Colombia, Costa Rica to Cooperate on Defense Training Programs

By Dialogo
July 08, 2013



SAN JOSÉ — Police training and coastal vigilance programs are among new initiatives likely to result from a recent visit by Colombian Defense Minister Juan Carlos Pinzón to Costa Rica.
Pinzón met his counterpart, Costa Rican Security Minister Mario Zamora, during a visit to San José to discuss narcotics trafficking and other defense issues. Colombia currently trains Costa Rican officials through an online program.
“Public insecurity has been the biggest worry amongst Costa Ricans for more than two decades. Now it is in third place, thanks in great part to the government of Colombia,” Zamora said.
About 350 officers have already received training from Colombia either online or in Costa Rica, and the new program will allow officials to apply for training in Colombia, according to Zamora’s ofice. Under the new agreement, the Colombian Navy will send its vessels to help the Costa Rican Coast Guard.
Both men agreed on the importance of a new joint patrol between the Costa Rican Coast Guard and the Colombian Navy. The new program is now in the technical analysis phase and soon Colombian ships will assist in areas known for heavy drug trafficking.
Pinzón also reviewed some Costa Rican police programs which may be worth implementing in Colombia, including Costa Rica’s Tribunales de Flagrancia. Established in April 2011, this court is specifically designed to expedite the judicial process for damaging crimes.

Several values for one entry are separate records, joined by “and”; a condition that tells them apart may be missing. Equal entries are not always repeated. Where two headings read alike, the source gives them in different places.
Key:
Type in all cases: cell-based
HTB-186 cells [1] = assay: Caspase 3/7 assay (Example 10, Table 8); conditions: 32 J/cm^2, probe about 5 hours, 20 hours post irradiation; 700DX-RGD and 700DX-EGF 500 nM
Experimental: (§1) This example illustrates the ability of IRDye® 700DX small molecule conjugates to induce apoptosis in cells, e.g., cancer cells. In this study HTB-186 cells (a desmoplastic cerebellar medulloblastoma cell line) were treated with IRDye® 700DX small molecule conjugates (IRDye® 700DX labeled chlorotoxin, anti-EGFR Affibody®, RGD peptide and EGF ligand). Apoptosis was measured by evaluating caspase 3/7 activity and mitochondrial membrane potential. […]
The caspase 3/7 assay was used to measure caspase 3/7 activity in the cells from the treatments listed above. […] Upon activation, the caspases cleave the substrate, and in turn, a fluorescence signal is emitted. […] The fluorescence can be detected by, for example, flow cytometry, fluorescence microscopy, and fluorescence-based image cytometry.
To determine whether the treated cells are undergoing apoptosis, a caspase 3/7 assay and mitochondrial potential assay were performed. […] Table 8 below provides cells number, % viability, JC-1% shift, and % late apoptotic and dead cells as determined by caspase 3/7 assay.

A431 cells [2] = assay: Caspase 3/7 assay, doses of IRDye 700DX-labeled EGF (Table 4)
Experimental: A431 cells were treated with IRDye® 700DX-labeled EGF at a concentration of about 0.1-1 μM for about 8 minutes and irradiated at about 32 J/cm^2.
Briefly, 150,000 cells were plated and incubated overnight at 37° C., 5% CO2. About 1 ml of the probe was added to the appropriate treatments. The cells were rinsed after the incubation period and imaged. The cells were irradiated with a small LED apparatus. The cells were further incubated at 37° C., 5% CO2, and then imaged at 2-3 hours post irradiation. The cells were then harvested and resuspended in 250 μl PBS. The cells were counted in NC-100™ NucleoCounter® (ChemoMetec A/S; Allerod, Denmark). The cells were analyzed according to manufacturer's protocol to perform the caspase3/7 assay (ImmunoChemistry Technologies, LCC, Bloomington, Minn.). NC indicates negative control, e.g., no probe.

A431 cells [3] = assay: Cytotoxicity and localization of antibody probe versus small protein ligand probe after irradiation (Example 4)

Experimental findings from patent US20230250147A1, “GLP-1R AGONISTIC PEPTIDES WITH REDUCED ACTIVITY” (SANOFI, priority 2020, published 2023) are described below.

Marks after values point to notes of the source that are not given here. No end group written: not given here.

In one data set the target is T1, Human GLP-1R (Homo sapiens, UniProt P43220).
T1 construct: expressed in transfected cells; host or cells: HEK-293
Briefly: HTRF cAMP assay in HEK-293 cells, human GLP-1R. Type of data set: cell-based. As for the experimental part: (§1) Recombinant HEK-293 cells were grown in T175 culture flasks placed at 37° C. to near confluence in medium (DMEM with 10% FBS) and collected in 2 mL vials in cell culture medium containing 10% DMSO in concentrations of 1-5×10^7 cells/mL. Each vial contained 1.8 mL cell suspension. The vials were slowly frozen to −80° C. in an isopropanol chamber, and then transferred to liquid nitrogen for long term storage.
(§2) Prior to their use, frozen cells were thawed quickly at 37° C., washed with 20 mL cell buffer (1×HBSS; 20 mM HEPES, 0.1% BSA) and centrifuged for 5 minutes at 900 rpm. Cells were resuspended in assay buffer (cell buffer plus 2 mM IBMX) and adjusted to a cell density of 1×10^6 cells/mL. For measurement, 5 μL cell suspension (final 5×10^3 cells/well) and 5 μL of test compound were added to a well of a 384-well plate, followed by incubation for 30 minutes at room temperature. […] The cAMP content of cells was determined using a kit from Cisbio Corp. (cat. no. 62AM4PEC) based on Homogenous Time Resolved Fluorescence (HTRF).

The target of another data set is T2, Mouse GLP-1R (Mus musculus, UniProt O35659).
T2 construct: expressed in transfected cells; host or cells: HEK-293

“The idea is to enable us to better proceed in trying these crimes,” said Kattia Rivera, the tribunal’s director of legal support in Costa Rica. “We’ve eliminated all of the paperwork because what is important is the oral arguments. The key is what the police have to say after they detain someone.”
During his May 27 visit, Pinzón also met with Costa Rican President Laura Chinchilla to discuss what he said was “the importance of generating a shared responsibility against the crimes facing both countries, and investing in security and defense.” He also visited the San José headquarters of the Inter-American Human Rights Court, in order to present advances Colombia has made regarding human rights for members of its police force.
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